Elon Musk's Hyperloop gets people excited. Promise the ability to travel from San Francisco to Los Angeles in less than an hour, and you're going to get people salivating. But for as much as we've heard about it, we've had scarcely little to see—until a team of students at the University of Illinois decided to build their very own miniature hyperloop.
Mechanical engineering students at the university built a functioning 1:24 scale model of the Hyperloop, a "fifth mode of transportation" that sends pods through a partially pressurized tube at very high speeds, as part of a senior design project. It was designed to test some of the key components of Musk's design, which was outlined in a much-read, open source white paper published in August of 2013. That said, there are several key differences, which keep this from truly being a proof-of-concept as to whether or not the Hyperloop will ultimately work.
The University of Illinois hyperloop takes up an entire room and does indeed send small pods through a metal tube in an oval loop. As proposed by Musk, Hyperloop "pods" would float on a layer of air, much like an air hockey table. They would be propelled through a pressurized tube at slightly less than the speed of sound by electromagnetic motors placed along the insides of the tube. The University of Illinois project preserves some of those features, but compromises on others.
"We had to make some simplifications to the prototype. We use roller bearings instead of air bearings, for instance," Andrew Horton, a recent graduate who helped lead the project, told me. "For the sake of our prototype, it wasn't feasible to have that complex of a system implanted in one semester. We're thinking future classes will take our work and move forward with it."
Horton's hyperloop uses electromagnetic motors just like Musk's Hyperloop and it's able to propel a miniature pod through the tube at speeds of up to 3 meters per second. If scaled up, that amounts to roughly 160 miles per hour, which is far slower than the 760 mph Musk proposed.
There are a couple reasons for the discrepancy. Roller bearings are slowed down by friction. Horton's hyperloop has a vacuum pump to depressurize the tube (cutting down air resistance, allowing pods to travel faster), but it wasn't tested by the end of the semester. Last, the team is planning on adding additional motors to help speed up the pod.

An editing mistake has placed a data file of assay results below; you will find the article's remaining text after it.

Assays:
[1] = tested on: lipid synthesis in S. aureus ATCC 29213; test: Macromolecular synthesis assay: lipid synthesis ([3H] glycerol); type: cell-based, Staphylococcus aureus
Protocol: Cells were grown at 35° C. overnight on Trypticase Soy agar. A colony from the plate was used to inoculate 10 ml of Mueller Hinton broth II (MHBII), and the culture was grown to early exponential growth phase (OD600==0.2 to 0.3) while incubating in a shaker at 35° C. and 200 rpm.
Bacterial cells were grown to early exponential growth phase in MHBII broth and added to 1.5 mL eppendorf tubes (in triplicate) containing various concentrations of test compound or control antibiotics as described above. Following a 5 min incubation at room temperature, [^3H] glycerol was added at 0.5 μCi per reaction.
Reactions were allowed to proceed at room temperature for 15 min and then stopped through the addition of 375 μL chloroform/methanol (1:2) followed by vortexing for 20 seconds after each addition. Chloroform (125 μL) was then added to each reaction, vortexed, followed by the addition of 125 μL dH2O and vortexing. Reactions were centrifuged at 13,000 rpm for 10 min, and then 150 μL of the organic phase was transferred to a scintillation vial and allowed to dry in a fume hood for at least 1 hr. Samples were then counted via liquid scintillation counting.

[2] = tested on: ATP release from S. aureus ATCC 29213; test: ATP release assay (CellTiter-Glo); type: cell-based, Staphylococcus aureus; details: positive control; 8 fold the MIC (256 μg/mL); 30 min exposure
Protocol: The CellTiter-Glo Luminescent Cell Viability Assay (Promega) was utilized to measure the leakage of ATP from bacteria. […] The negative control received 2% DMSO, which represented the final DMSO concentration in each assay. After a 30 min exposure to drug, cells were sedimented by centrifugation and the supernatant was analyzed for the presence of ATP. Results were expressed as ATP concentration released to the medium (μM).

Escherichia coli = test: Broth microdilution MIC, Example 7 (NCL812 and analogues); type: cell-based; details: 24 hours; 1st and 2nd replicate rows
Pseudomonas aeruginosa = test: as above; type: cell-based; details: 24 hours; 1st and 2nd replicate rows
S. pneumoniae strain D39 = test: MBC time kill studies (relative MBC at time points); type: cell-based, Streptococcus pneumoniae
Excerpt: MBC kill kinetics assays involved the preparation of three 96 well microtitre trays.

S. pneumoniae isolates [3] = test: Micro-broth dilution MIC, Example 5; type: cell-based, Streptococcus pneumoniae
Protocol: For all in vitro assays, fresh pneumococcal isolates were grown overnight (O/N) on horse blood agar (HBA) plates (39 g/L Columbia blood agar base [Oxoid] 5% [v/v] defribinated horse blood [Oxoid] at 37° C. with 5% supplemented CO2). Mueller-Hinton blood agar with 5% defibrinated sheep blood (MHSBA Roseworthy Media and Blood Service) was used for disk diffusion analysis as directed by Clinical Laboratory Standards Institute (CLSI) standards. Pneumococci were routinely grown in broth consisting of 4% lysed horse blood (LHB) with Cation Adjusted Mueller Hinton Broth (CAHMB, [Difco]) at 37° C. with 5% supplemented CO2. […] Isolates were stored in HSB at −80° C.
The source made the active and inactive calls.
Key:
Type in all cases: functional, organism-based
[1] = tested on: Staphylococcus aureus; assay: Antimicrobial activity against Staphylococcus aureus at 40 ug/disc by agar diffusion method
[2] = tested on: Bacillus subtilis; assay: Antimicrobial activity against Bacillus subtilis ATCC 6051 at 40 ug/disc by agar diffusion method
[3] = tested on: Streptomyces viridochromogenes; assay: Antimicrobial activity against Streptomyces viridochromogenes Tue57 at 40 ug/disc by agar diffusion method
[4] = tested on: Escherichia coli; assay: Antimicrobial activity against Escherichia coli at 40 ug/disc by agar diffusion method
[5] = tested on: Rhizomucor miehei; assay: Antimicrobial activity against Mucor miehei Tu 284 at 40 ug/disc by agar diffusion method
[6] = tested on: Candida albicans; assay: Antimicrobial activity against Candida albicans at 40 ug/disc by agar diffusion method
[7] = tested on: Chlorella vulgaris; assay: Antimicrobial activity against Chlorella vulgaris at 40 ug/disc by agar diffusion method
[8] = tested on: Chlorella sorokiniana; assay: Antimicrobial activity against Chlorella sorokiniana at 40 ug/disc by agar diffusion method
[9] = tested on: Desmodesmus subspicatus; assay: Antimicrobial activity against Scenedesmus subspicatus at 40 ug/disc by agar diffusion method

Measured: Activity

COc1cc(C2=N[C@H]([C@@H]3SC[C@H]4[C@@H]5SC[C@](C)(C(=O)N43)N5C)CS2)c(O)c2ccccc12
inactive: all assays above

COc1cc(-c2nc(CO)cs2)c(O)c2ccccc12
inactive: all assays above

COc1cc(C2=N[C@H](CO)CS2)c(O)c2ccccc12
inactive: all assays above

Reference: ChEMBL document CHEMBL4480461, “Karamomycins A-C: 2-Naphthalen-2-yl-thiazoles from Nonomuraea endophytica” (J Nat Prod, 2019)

Importantly, the Illinois hyperloop is an oval, which creates a new set of problems: Critics have said it's nearly impossible to make the Hyperloop turn without losing a lot of speed or creating a safety hazard, but at such low speeds and on such a small scale, Horton's team decided to build it in an oval shape anyway.
"You get a lot of friction when you turn, so I can see where the criticism is coming from—the real Hyperloop wouldn't be an oval, it would go straight is if you were going along a highway," he said.
In any case, the University of Illinois hyperloop could be an important step in showing the world what this technology might actually look like.
"There's been so much talk and simulations, but no one has actually built something. We wanted to have some sort of experimental results to have it inform the hyperloop concept," Horton said. "The purpose was to actually start building something."
Very soon, others at the university will start building something for a much larger hyperloop based on Musk's exact specifications. Last week, SpaceX announced the Hyperloop Pod Competition, in which various university teams will build a hyperloop pod and test it out on a mile-long track at SpaceX's Hawthorne, California headquarters in June of next year. Already, the University of Illinois has set up a team with more than 150 students.
"After I saw this competition, I started a team almost immediately," Mizan Rahman, the student leading the group, told me. Rahman was not involved in Horton's prototype, but he says that the model will help inform how his team goes about building its pod.
"When Elon Musk released his paper, I immediately knew I wanted to work on this future after college or during college," he said. "Things are going to have to come together quickly."